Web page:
Skateboard whees have come a long way with much trial and error along the journey. The evolution of the skateboard wheel began in the 1940s with metal roller skate wheels, advanced the seemingly great idea of clay wheels in the 1950s-60s, then transformed to the urethane that we use today in the 19070s. Since the 1970s, wheel companies have evolved the wheel creation process with all sorts of advancements in urethane technology. Thankfully, this younger generation will never have to experience metal wheels grinding along on the pavement or the rock hard feeling of clay wheels.
Skate wheels has have turned into a bit of a science these days, so we are here to break that down for you. You’ll find different shapes, varying hardness, small to big and other combos that are made to match specific styles of skateboarding. This guide will guide you through the basic properties of a skate wheel so you will know exactly what to look for next time you are in the market for a new set of wheels.
The first thing you will want to narrow down in your search is what size wheel you are looking for. Most skateboard wheels will start around 49mm and go up to around 60mm. Once you cross over that 60mm threshold, you will be dealing with more longboard-style wheels. Checkout our guide on understanding longboard wheels if you want more information on cruiser/longboard wheels. Smaller wheels are lightweight, accelerate quickly and are closer to the ground and therefore are generally better for technical street skating. Larger wheels will give you more speed but are more difficult to control on flip tricks and technical skating. Here are some general guidelines on diameter and riding style:
- Street Skating / Technical Trick (48mm-53mm) – A small, hard wheel will be responsive and accelerate quickly while eliminating some wheel size that can get in the way of grinds and flip tricks.
- Transition / Vert Skating (50-60mm) – A larger wheel will be more stable at higher speeds and perform better on ramps and transition.
- Cruising/Transportation (60mm+) – A larger and softer wheel will allow you to go faster and absorb more shock when riding around. Hardness rating’s on skateboard crusier wheels will range around 80a-90a. This softer urethane will offer a smooth “cruising” feeling but is not desirable for technical tricks. You might also want to use risers if you are getting into the 60mm wheel range to prevent wheelbite.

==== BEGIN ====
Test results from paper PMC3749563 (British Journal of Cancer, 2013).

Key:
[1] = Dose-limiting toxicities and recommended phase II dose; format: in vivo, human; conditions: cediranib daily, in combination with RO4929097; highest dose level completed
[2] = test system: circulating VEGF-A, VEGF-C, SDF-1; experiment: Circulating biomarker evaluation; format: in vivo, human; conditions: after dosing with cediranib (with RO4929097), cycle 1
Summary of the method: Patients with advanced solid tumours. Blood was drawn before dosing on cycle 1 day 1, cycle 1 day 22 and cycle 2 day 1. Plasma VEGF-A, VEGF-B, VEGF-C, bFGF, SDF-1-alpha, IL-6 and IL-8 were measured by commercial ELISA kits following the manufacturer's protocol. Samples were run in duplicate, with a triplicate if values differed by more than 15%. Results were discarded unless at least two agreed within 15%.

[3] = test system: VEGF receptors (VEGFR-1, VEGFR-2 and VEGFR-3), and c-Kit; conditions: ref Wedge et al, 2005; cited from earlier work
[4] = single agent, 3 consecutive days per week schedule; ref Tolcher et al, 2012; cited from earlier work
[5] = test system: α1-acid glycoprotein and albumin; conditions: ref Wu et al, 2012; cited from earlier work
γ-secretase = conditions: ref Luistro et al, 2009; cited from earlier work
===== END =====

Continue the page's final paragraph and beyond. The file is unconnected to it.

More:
- Beginner or All-Around (52mm-56mm) – Don’t go too big or too small until you know what you really want to do. Once you form your style you’ll develop a preference on what wheel size works best for your type of riding.
When you look at a set of wheels you will see one or two sets of numbers. Every wheel will list the size as the first number. Some wheels will also list their durometer, or how hard that particular wheel is, as the second number. Urethane can be tested for it’s hardness and different ratings can be applied. Most skateboard wheels are going to stay on the harder side, getting a 98a-101a rating. Some wheels like Bones will use the b scale rating which is 20 points higher than the a scale making an 84b = 104a. A harder rating will have less friction and drag making them ideal for trick/technical skating. The softer end of the spectrum will absorb more impact and give you a smoother feeling ride.
Some cruiser style skate wheels could have a softer durometer (say, 85a) and have a smaller diameter, which groups them into the skate wheel category instead of the longboard wheels category. Some brands also experiment with dual-durometer wheels. In a dual-durometer skateboard wheel, the inside and outside of the wheel are different hardnesses often allowing for more speed and durability.
Even more specifically, Bones Skate Wheels get super technical and have formulated categories for their wheels. These include Skate Park Formula, Street Tech Formula and All Terrain Formula to name a few. You can visit the Bones website to get more information on those formulas.
One might think all skateboard wheels look the same, but there are many different wheel shapes that affect how the wheel rides. The best way to narrow down the right shape for you is to get out there and skate different shape wheels. Here are some basic shape properties to look for.
- Narrow outline wheels have a smaller lip radius and less ground contact with which means more responsiveness, less friction and lighter weight. This can be great for street skating and technical skating.
- Wider wheels are sturdy and beefy for fast riding and great for hauling it around the skatepark or in big bowls. They may be slightly heavier so they might not leave the ground as quickly as a more narrow wheel but the stability factor is a big plus.
- Classic or cruiser wheel shapes are going to have a wide-round outer lip and will grip the ground better than all of the above. These wheels are not meant for technical skating but they cruise quite nicely.
Most harder urethane is going to feel very smooth in general. Some wheels may be smoother than others, some may feel slightly sticky and some may have some built in ‘treads’. Each has it’s benefits depending on what you want to do on your board.
- Smooth wheels will be great for all around skating.
- Sticky wheels will roll smooth and grip the ground for a comfortable ride. Hint – some skate filmers will ride a stickier wheel to roll more quietly behind the skater.
- Treaded wheels are great for crappier (rocky, cracky) streets or skate terrain. The built in tread will add grip help keep you on a straight track.
This little list should help you navigate thru the maze of skate wheels the next time you are on a search for a new pair. Again, we can’t stress enough the importance of just getting out there and trying as many different wheels as you can until you find the perfect pair for you. Take a look at our full selection of skate wheels at Windward then go skate!